Who knows how many will find their way to peace by what they read here? A more important question to you, dear reader, is this--Will you be one of them?
A certain man placed a fountain by the wayside, and he hung up a cup near to it by a little chain. He was told some time after that a great art-critic had found much fault with its design. "But," said he, "do many thirsty persons drink at it?" Then they told him that thousands of poor people, men, women, and children, slaked their thirst at this fountain; and he smiled and said, that he was little troubled by the critic's observation, only he hoped that on some sultry summer's day the critic himself might fill the cup, and he refreshed, and praise the name of the Lord.
Here is my fountain, and here is my cup: find fault if you please; but do drink of the water of life. I only care for this. I had rather bless the soul of the poorest crossing-sweeper, or rag-gatherer, than please a prince of the blood, and fail to convert him to God.
Reader, do you mean business in reading these pages? If so, we are agreed at the outset; but nothing short of your finding Christ and Heaven is the business aimed at here. Oh that we may seek this together! I do so by dedicating this little book with prayer. Will not you join me by looking up to God, and asking Him to bless you while you read? Providence has put these pages in your way, you have a little spare time in which to read them, and you feel willing to give your attention to them. These are good signs. Who knows but the set time of blessing is come for you? At any rate, "The Holy Ghost saith, Today, if ye will hear his voice, harden not your hearts."
THE CONTEMPORARY SKETCHES of the life of Spurgeon are an interesting conglomerate of significant facts, but they scarcely give an adequate picture of the man as he lived and laboured with such prodigious energy. It seemed desirable, therefore, that before those who knew him and shared in his ministry had passed away, someone who had the privilege of his friendship should say the things about him that still needed to be said, and place the familiar things in truer perspective than was possible at the time.That pleasant burden has been placed upon me, and in fulfilment of the charge I have allowed to drop out of sight a multitude of particulars which were only interesting at the moment, not chronicling events as in an epoch but presenting the personality as in an epic, although I can only summon common prose in the doing of it.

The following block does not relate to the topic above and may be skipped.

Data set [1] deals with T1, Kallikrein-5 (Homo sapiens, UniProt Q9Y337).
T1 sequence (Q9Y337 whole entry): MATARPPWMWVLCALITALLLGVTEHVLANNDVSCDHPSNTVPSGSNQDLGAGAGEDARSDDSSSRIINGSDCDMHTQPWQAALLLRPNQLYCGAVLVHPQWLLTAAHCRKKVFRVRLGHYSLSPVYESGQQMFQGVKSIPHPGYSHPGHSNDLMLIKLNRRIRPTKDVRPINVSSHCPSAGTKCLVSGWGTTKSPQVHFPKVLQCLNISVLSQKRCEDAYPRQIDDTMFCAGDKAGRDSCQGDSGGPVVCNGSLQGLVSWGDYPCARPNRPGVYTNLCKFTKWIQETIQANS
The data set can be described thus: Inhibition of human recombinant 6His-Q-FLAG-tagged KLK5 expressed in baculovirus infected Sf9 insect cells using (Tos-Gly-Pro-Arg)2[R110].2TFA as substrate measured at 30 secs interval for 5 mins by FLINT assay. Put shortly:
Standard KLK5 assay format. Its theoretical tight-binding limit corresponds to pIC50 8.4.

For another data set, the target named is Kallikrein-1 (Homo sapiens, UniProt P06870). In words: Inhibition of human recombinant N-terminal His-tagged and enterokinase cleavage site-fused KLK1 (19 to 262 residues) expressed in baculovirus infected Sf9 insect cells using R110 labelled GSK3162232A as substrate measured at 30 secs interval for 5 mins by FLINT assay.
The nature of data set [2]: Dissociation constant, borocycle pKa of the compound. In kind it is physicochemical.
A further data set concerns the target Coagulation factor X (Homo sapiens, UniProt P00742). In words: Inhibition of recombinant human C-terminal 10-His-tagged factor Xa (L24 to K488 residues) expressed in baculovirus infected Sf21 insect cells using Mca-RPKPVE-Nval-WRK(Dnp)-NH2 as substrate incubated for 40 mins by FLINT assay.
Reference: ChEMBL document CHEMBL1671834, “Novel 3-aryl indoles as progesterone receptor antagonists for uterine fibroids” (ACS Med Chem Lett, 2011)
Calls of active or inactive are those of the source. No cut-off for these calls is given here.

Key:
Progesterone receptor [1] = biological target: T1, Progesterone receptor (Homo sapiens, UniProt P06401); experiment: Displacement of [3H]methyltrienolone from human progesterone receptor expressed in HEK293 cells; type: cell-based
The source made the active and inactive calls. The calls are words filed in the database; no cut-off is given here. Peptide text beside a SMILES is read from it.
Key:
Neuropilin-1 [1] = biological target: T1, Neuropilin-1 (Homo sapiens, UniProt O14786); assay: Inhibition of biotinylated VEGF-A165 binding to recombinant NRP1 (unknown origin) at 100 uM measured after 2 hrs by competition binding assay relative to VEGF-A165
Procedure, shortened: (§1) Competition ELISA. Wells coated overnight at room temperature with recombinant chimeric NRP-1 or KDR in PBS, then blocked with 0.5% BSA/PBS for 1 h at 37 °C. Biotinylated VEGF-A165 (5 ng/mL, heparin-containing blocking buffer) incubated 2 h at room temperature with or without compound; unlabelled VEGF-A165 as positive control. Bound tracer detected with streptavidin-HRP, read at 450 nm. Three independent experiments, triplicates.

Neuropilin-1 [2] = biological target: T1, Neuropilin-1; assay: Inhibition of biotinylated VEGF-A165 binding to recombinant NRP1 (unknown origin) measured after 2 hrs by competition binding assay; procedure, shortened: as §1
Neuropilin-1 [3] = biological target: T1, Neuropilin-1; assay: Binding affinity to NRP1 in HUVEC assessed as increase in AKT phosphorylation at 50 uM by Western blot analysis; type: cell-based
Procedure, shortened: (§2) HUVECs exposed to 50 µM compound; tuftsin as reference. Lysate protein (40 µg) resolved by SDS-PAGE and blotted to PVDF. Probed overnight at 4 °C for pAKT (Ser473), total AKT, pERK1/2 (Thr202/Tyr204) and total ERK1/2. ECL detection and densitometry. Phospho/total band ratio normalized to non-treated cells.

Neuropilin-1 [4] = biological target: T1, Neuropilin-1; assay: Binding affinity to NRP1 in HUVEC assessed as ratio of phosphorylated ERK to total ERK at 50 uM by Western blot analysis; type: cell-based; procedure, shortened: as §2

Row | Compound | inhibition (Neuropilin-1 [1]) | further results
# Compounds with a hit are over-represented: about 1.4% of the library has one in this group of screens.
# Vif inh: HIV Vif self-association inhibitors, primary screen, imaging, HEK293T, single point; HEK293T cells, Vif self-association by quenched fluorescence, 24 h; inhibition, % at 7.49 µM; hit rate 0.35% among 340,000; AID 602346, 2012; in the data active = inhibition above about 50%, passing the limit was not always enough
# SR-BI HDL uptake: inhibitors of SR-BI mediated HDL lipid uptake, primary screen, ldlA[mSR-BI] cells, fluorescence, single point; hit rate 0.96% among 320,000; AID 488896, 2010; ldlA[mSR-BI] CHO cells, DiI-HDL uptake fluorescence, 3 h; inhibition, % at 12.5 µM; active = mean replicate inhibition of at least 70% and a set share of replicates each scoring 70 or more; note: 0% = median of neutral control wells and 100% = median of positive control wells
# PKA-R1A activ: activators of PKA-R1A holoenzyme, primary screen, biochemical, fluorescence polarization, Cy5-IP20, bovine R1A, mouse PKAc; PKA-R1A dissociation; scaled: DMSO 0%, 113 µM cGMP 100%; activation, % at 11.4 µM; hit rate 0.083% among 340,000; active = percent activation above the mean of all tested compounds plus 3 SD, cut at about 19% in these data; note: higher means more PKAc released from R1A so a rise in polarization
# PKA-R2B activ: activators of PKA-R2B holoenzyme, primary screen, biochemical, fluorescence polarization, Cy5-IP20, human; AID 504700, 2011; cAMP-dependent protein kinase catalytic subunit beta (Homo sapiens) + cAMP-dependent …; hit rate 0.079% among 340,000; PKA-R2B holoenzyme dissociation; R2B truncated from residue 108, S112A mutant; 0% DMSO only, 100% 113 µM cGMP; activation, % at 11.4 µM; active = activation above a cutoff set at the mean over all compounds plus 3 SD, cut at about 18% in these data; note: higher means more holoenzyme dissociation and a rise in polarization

In the blood of Jesus God speaks peace and love to every sinner that believes; and that same precious blood enables the believer to draw near and keep near to God. The blood of Christ, being the true ground of peace and source of confidence in God, gives rest of conscience in God's presence, where Jesus now is, and fills the heart with praise.
Many believers, however, are in great bondage. They truly look to Christ for salvation, and haveeternal life, though they are scarcely sensible of it. Like Lazarus, when he left the tomb, they really have life, but are unable to walk in liberty, to minister for the Lord, or happily confess His name, because of the grave-clothes which envelop them. They struggle; but they are fettered, and need to be loosed. Some vainly try to get liberty by looking into their own hearts, or are expecting to receive it from some man, instead of looking only to Christ, and believing His Word. It is of the utmost importance that the believer should learn from God's truth his security and standing in Christ; that he is already a child of God, on the other side of death, in the heavenlies in Christ Jesus; not yet with, but in, Christ Jesus. This being realized, the natural inquiry must be, What is my hope? We reply, The Lord's coming. We do not hope to have everlasting life; for he that believeth hath everlasting life. (John 5:24.) We do not hope for forgiveness of sins; this also we have now: "In whom we have redemption through His blood, the forgiveness of sins." (Eph. 1:7.) We do not hope for righteousness; this too we have now; for "Christ is the end of the law for righteousness to every one that believeth." (Rom. 10:4.) What, then, do we look for? The inspired reply is, "We look for the Saviour, the Lord Jesus Christ: who shall change our vile body, that it may be fashioned like unto His glorious body." (Phil. 3:20, 21.)